By opening day, 1966, at Minneapolis, the truth was evident. He threw three consecutive change ups to Jim Kaat, a pitcher, and the third one beat him.

“I couldn’t throw the curve,” Bouton said yesterday. What he meant was that he could throw it, but unaccompanied by that fastball that hummed and darted, it didn’t fool anybody. He was Jim Bouton, fastball pitcher, and he had lost his fastball.

Two years ago the Yankees tentatively gave up on him and for the rest of the year, Bouton got knocked around in Syracuse. Last year they gave up on him unqualifiedly and shipped him to Seattle, which was still minor league.

Bouton didn’t give up. “I thought about quitting,” he said. “We talked about it a lot, but my wife is great. She just said, ‘Whatever you want to do.’”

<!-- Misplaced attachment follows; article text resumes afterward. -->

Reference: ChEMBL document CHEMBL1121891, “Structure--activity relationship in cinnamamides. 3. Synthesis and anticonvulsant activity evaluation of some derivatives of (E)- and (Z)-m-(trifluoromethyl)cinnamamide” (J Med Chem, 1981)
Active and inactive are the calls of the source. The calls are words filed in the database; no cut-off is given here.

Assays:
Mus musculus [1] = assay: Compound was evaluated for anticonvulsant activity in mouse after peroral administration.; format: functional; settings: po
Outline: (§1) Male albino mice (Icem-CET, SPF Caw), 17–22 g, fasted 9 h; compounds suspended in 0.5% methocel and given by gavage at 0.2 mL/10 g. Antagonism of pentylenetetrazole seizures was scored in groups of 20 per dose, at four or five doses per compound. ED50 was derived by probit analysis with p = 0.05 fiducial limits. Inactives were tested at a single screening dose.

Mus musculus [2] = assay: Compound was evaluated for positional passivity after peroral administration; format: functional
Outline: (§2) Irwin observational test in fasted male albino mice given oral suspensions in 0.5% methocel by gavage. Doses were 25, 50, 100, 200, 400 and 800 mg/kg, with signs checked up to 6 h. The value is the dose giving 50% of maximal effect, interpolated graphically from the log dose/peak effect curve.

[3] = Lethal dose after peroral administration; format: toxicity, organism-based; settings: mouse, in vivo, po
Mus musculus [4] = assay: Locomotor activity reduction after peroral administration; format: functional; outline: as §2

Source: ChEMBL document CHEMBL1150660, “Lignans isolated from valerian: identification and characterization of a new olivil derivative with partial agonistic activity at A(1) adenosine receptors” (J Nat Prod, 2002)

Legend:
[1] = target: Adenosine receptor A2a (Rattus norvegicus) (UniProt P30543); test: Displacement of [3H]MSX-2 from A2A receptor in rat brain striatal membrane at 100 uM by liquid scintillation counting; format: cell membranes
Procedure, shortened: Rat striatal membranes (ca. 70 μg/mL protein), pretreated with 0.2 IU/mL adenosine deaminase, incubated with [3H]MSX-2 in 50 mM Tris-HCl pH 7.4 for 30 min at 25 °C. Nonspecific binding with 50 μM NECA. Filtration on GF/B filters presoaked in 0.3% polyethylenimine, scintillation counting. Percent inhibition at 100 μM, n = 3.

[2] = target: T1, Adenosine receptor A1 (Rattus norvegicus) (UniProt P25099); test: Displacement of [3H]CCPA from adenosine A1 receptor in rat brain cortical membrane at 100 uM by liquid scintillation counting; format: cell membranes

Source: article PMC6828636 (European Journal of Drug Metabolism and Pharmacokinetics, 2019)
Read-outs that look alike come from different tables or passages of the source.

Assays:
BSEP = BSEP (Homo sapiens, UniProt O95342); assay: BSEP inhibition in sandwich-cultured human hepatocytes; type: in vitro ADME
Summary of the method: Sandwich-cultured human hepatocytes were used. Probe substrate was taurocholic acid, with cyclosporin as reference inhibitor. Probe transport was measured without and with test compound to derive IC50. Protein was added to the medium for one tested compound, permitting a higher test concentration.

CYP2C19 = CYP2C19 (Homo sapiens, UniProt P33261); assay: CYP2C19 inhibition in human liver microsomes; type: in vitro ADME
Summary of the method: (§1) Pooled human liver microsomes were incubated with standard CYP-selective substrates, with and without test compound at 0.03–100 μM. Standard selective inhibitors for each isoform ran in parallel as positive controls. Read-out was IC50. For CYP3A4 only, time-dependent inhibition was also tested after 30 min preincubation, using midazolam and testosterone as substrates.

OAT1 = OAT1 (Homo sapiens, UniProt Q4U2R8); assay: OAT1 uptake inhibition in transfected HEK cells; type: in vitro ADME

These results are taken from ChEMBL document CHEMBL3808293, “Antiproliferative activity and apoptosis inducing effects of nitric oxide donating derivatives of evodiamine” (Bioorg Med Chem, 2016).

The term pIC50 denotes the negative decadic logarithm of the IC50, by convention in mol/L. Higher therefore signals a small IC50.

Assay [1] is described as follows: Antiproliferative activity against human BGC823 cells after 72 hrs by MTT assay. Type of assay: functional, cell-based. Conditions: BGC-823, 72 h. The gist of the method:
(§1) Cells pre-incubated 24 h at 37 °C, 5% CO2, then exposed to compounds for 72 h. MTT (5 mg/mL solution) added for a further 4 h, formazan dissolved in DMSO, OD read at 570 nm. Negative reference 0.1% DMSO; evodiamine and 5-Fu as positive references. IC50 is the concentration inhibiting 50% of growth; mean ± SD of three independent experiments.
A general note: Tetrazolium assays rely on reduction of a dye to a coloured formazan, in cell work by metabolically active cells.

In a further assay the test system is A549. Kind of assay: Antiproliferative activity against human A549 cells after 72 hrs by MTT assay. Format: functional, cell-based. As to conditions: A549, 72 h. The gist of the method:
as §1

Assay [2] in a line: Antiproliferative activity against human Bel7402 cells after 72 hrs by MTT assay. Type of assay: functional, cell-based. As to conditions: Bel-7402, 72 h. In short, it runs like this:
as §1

Bouton wanted to pitch. He began throwing knuckle halls. “What could I lose? I was 0-7 in a minor league. I had thrown a knuckler as a kid, and I found out I could still throw it. After a while, I was getting it over.”

After a while he was 4-7. Maybe, he feels, he can still make it for a few years as a knuckleballer. And if he can’t, he feels, it’s no great tragedy. “I guess I’d sell real estate, or something,” he said. “I know I won’t work in an office. I’ll have to combine something to make a living, with something I really want to do.”

There are other things to think about. There is Kyong Jo Cho.

“Oh, sure,” Bouton said, “we could have had more children. But with the population situation what it is, I don’t think anybody has the right to have as many children as they can, where there are already so many children in the world that nobody is taking care of.”